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Re-Proving Catholicism One Slow Step at a Time

Photo by Julia Zyablova / Unsplash

A new book hits a theme that has laced TDE for the past 17 years: postmodern society is discovering through science and statistics that the Catholic Church is right.

The book is How God Works: The Science Behind the Benefits of Religion and my opening sentence above greatly exaggerates.

But the book, according to this article at Wired by the author, is a weigh station on what I think will be the ultimate conclusion: Catholicism works because Catholicism is true. If scientific conclusions are true and Catholicism is true, they must eventually meet up and can’t oppose one another (this was the debate Aquinas won against Siger de Brabant).

This book appears to show the process of uniting science to Catholicism is well underway, albeit at a young age of development. It looks at the scientific validation of all types of religious practices, so I’d say we’re in the “Ecumenic Stage” of the Catholic-Science courtship, roughly analogous to the kindergarten stage of human development.

Based on the article, the author focuses on all the ways religious practices help our health. I doubt he takes the next step: they help us because they correspond to truth. If they didn’t correspond to truth, they wouldn’t help us.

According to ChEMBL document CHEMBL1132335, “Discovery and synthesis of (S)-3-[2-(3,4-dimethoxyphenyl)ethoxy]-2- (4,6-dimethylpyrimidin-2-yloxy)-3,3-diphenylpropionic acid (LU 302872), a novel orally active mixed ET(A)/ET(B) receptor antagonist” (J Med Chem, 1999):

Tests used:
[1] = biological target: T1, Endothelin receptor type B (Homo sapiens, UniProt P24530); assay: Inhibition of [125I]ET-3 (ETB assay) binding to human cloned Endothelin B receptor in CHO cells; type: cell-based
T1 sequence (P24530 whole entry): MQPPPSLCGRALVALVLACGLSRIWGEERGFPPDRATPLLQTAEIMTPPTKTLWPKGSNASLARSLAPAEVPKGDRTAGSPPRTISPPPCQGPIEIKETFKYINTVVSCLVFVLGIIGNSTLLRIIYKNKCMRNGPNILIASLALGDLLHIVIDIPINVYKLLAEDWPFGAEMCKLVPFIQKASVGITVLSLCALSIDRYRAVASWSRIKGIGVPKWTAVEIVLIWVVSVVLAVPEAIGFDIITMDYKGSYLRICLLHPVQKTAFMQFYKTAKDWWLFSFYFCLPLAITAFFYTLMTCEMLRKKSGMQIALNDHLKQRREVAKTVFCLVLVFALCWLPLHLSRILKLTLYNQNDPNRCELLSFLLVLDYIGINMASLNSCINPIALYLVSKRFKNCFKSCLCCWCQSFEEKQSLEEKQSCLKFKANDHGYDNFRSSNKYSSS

Regularly taking part in religious practices lessens anxiety and depression, increases physical health, and even reduces the risk of early death. These benefits don’t come simply from general social contact. There’s something specific to spiritual practices themselves.

The beginning of the article, incidentally, is practically a paraphrasing of the political philosophy of Edmund Burke. It’s intensely conservative, in the most hardcore, Russell Kirkian, sense:

What we’re left with is a series of rituals, customs, and sentiments that are themselves the results of experiments of sorts. Over thousands of years, these experiments, carried out in the messy thick of life as opposed to sterile labs, have led to the design of what we might call spiritual technologies: tools and processes meant to sooth, move, convince, or otherwise tweak the mind.

Compare that to Russell Kirk’s description of Edmund Burke’s principles of political philosophy (from The Conservative Mind, 3rd edition):

God’s purpose among men is revealed through the unrolling of history. How are we to know God’s mind and will? Through the prejudices and traditions which millenniums of human experience with Divine means and judgments have implanted in the mind of the species.